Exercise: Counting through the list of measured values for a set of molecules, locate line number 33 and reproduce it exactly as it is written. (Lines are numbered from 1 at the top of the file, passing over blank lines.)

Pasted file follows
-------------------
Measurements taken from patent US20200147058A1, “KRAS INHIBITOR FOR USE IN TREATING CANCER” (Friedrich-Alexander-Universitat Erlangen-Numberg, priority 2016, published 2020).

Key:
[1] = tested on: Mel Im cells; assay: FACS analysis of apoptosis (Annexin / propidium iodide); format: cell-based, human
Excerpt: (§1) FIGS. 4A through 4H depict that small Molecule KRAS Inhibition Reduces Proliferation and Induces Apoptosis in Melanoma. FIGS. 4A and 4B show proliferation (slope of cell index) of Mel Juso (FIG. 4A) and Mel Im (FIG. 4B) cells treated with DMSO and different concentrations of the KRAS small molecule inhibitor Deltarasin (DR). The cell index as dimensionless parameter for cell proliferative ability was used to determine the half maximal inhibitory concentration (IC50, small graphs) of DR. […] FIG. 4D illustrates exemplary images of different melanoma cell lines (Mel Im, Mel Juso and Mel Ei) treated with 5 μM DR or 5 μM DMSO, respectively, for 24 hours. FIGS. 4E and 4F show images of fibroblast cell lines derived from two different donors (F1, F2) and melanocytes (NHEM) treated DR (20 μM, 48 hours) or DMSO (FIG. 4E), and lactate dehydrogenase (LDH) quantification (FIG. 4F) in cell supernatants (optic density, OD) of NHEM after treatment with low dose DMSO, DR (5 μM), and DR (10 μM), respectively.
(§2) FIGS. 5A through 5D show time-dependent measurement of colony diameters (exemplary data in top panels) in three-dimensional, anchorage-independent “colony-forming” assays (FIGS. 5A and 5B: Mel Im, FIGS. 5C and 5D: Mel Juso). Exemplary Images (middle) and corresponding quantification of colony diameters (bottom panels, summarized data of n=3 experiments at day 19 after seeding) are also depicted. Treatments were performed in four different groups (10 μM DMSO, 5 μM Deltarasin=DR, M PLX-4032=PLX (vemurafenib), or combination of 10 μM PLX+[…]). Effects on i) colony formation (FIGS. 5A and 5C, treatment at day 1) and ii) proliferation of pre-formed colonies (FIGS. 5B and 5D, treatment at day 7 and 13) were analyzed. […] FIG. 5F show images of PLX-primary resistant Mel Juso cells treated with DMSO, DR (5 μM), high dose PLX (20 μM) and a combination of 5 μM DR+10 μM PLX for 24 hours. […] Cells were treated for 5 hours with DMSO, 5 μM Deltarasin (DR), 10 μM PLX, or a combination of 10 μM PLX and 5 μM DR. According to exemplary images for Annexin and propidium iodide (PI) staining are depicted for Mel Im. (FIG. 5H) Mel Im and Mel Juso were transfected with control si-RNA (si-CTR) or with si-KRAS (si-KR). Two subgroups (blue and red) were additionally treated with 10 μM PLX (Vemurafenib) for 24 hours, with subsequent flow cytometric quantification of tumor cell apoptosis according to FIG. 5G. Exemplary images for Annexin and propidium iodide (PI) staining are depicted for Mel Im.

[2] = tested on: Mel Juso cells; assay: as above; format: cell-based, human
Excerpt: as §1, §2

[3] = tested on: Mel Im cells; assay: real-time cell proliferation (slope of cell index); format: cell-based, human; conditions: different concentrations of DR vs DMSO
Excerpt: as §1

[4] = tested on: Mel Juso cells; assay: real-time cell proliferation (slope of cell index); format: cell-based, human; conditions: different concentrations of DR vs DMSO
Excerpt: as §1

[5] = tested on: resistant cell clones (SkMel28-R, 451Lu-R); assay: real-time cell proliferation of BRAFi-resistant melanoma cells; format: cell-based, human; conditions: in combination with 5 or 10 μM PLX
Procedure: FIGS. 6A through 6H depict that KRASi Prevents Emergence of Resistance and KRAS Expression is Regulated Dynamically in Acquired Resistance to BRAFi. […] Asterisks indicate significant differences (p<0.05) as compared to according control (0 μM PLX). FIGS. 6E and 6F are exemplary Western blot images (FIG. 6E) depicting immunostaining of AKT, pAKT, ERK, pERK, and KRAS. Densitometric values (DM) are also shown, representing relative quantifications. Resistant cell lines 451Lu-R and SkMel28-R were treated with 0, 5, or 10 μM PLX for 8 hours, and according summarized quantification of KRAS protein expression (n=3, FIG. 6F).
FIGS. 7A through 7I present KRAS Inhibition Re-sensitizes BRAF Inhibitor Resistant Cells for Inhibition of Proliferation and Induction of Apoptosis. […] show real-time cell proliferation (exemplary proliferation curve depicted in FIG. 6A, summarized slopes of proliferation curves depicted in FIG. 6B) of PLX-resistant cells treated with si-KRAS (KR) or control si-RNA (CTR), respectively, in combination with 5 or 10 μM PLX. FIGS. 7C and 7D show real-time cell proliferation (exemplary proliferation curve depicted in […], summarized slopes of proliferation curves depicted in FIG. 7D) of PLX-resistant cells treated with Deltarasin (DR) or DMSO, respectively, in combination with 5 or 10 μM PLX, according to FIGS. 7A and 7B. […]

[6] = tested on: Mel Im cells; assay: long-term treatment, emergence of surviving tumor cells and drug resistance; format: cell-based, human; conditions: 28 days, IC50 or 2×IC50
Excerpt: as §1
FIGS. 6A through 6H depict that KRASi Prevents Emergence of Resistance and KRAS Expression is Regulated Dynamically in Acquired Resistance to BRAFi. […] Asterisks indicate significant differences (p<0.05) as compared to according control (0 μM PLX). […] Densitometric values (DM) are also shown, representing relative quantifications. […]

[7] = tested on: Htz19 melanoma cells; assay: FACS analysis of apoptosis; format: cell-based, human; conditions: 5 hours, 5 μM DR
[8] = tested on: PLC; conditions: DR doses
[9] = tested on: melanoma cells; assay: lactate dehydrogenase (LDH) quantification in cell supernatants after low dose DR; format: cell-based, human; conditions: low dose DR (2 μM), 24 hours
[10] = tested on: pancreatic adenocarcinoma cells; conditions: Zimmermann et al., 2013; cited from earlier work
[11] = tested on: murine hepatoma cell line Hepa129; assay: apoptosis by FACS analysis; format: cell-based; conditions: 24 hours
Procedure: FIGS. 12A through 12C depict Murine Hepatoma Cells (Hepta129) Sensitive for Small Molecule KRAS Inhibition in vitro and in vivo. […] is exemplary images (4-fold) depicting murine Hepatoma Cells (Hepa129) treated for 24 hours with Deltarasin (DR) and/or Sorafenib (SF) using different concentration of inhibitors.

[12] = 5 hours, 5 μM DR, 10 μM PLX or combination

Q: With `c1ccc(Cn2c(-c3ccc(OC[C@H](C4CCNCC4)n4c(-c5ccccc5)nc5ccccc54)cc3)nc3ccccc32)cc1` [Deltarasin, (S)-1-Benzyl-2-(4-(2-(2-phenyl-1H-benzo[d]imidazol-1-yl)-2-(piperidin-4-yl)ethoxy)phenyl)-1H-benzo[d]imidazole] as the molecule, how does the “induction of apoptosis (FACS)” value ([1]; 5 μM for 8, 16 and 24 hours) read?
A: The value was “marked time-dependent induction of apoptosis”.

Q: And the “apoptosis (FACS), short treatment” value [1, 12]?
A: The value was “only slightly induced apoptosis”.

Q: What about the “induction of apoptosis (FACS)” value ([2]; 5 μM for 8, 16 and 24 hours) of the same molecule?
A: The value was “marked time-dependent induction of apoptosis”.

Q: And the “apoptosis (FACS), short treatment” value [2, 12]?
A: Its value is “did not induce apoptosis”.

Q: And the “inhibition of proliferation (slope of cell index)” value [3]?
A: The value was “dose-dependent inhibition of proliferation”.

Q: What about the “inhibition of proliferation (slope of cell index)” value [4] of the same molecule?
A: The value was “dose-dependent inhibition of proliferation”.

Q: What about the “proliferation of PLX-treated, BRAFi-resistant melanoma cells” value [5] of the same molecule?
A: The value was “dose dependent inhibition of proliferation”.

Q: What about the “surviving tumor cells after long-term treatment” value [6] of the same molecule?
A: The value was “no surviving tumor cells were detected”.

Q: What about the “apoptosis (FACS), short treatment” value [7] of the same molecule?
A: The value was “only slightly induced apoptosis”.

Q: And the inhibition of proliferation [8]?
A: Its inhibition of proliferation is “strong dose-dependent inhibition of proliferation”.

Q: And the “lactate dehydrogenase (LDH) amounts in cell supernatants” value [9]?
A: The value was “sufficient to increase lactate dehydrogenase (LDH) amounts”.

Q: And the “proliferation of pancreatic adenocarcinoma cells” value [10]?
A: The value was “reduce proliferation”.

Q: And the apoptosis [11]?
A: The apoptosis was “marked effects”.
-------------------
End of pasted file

Q: And the “inhibition of proliferation (slope of cell index)” value [3]?